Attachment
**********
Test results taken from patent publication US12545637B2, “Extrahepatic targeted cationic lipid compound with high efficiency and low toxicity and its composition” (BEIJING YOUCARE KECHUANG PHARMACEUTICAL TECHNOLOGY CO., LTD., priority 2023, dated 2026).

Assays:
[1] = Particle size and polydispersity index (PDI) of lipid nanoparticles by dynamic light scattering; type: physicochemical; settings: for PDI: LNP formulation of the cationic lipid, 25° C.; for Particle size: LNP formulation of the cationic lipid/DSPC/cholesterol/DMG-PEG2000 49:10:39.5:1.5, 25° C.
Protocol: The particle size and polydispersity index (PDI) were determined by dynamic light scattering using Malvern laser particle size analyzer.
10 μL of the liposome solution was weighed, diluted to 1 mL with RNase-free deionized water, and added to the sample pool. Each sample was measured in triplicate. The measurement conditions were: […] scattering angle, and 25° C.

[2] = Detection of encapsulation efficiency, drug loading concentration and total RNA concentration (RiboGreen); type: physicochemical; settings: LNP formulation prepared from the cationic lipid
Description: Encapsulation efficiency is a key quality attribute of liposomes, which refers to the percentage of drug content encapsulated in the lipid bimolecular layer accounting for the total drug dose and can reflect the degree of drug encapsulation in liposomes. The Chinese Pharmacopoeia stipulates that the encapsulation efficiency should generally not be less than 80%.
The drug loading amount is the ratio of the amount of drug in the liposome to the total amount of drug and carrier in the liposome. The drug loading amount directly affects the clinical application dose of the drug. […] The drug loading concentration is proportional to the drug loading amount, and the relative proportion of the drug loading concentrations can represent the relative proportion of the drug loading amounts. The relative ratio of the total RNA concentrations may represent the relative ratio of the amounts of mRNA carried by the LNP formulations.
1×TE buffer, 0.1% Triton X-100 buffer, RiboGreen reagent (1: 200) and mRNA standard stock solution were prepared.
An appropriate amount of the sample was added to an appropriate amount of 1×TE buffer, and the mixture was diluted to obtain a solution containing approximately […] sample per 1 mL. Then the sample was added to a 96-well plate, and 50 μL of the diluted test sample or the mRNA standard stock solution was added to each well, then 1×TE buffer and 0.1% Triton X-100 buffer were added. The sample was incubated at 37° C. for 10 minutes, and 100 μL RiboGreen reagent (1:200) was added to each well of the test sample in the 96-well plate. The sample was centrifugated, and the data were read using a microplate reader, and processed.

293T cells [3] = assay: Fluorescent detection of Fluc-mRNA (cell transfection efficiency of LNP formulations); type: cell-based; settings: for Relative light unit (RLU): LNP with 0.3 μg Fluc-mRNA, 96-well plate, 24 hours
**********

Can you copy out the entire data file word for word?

Test results taken from patent publication US12545637B2, “Extrahepatic targeted cationic lipid compound with high efficiency and low toxicity and its composition” (BEIJING YOUCARE KECHUANG PHARMACEUTICAL TECHNOLOGY CO., LTD., priority 2023, dated 2026).

Assays:
[1] = Particle size and polydispersity index (PDI) of lipid nanoparticles by dynamic light scattering; type: physicochemical; settings: for PDI: LNP formulation of the cationic lipid, 25° C.; for Particle size: LNP formulation of the cationic lipid/DSPC/cholesterol/DMG-PEG2000 49:10:39.5:1.5, 25° C.
Protocol: The particle size and polydispersity index (PDI) were determined by dynamic light scattering using Malvern laser particle size analyzer.
10 μL of the liposome solution was weighed, diluted to 1 mL with RNase-free deionized water, and added to the sample pool. Each sample was measured in triplicate. The measurement conditions were: […] scattering angle, and 25° C.

[2] = Detection of encapsulation efficiency, drug loading concentration and total RNA concentration (RiboGreen); type: physicochemical; settings: LNP formulation prepared from the cationic lipid
Description: Encapsulation efficiency is a key quality attribute of liposomes, which refers to the percentage of drug content encapsulated in the lipid bimolecular layer accounting for the total drug dose and can reflect the degree of drug encapsulation in liposomes. The Chinese Pharmacopoeia stipulates that the encapsulation efficiency should generally not be less than 80%.
The drug loading amount is the ratio of the amount of drug in the liposome to the total amount of drug and carrier in the liposome. The drug loading amount directly affects the clinical application dose of the drug. […] The drug loading concentration is proportional to the drug loading amount, and the relative proportion of the drug loading concentrations can represent the relative proportion of the drug loading amounts. The relative ratio of the total RNA concentrations may represent the relative ratio of the amounts of mRNA carried by the LNP formulations.
1×TE buffer, 0.1% Triton X-100 buffer, RiboGreen reagent (1: 200) and mRNA standard stock solution were prepared.
An appropriate amount of the sample was added to an appropriate amount of 1×TE buffer, and the mixture was diluted to obtain a solution containing approximately […] sample per 1 mL. Then the sample was added to a 96-well plate, and 50 μL of the diluted test sample or the mRNA standard stock solution was added to each well, then 1×TE buffer and 0.1% Triton X-100 buffer were added. The sample was incubated at 37° C. for 10 minutes, and 100 μL RiboGreen reagent (1:200) was added to each well of the test sample in the 96-well plate. The sample was centrifugated, and the data were read using a microplate reader, and processed.

293T cells [3] = assay: Fluorescent detection of Fluc-mRNA (cell transfection efficiency of LNP formulations); type: cell-based; settings: for Relative light unit (RLU): LNP with 0.3 μg Fluc-mRNA, 96-well plate, 24 hours